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7.3 Investigating a claim for Household Services
Making a claim for household services
Subsection 214(1)(c) of the MRCA and subsection 29(2) of the SRCA provides that for compensation for household services to be payable a person must make a claim for compensation in respect of household services. The person is required to provide information about their home situation and obtain supporting documentation from their treating doctor, specialist and/or allied health provider, such as a Physiotherapist, Occupational Therapist or other suitably qualified health professional.
The household services claim form must be used for both new claims and claims for renewal of services.
Assessment for household services
In most circumstances, the need for household services will need to be identified through a home assessment undertaken by a suitably qualified and experienced Occupational Therapist (OT) or other suitably qualified health professional*. The exception to this is, if due to the severity of the person's accepted conditions or circumstances, there is sufficient information from the person's treating doctor, specialist and/or health provider about their reasonable requirement for household services without an assessment being conducted. Even in these cases, it is recommended that a re-assessment be conducted from time to time, to ensure that the client's current needs and circumstances are being met. Please refer to section 7.4 of the Rehabilitation Policy Library for information about reviewing household services.
For guidelines about referring a client for a home/activities of daily living assessment, please refer to chapter 7 of the Rehabilitation Procedures Guide.
* OTs or other suitably qualified health professionals undertaking an assessment for household services do not need to be DVA accredited rehabilitation service providers. They must however, be Comcare accredited, appropriately qualified and experienced.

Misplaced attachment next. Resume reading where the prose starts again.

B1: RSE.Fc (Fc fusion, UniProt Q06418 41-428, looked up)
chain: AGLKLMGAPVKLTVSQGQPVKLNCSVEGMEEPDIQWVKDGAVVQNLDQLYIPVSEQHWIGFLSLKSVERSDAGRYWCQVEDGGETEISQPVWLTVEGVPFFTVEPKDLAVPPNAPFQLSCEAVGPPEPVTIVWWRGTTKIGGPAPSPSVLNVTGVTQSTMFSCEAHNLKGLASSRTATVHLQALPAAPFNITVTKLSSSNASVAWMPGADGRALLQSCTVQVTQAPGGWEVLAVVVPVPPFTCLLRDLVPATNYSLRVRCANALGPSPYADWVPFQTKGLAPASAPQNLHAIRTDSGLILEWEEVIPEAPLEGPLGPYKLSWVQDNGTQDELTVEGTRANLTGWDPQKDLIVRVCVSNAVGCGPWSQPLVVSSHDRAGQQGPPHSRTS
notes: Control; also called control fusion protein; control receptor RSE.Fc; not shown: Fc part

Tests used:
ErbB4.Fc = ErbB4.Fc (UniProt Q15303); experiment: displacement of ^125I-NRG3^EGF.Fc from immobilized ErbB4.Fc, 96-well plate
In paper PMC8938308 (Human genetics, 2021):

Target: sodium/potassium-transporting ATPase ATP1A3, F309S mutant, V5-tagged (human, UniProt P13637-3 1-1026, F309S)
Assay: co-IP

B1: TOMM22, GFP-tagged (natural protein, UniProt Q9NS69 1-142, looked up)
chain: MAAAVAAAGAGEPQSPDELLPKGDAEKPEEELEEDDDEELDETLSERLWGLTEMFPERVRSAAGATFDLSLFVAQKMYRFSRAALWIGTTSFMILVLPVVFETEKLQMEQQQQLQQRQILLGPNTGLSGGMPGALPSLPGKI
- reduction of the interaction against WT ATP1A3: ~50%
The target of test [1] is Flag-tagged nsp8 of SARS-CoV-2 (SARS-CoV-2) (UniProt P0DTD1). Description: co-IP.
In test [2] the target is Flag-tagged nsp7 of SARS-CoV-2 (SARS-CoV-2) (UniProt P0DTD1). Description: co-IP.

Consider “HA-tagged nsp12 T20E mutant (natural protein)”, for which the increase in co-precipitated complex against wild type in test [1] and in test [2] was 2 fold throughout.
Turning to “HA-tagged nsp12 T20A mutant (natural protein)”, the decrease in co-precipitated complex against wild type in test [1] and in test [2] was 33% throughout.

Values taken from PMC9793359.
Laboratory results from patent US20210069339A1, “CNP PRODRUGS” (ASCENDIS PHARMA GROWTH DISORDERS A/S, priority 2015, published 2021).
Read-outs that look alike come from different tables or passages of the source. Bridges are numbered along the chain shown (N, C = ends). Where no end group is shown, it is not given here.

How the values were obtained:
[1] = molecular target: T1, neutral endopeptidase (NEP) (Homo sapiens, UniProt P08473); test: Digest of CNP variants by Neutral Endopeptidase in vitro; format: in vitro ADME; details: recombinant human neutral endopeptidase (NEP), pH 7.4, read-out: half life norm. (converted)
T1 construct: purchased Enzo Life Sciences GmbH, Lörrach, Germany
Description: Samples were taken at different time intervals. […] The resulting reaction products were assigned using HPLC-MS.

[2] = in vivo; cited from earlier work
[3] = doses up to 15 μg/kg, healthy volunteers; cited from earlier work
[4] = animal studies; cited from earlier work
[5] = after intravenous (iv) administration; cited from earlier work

Nursing care needs
Where a client's conditions are such that they are likely to require nursing care, as well as personal care and/or household services, a Clinical Nurse Consultant recommended by DVA's Community Nursing Program should be utilised to conduct a detailed assessment of the person's needs and make recommendations about the type and level of services that they require. In this context, a Clinical Nurse Consultant can be regarded as having the appropriate skills and experience to provide evidence to inform household service determinations. Further information about review and approval processes for household services can be found in section 7.4 of this Guide.
Value for money
As a general rule, three quotes must be submitted with a new claim for household services to ensure the department is receiving value for money for the services being provided to our clients. However, if a person is able to provide valid reasons why they cannot submit three quotes, the delegate has the discretion to consider the claim on the basis of the quotes the client has provided so long as they are satisfied about value for money. For example, if the person is living in a rural area, there may be less than three providers who can deliver household services or, the person may be recovering from surgery and is having difficulty sourcing the three quotes. This is just one example, each client’s circumstances must be considered on their own merits.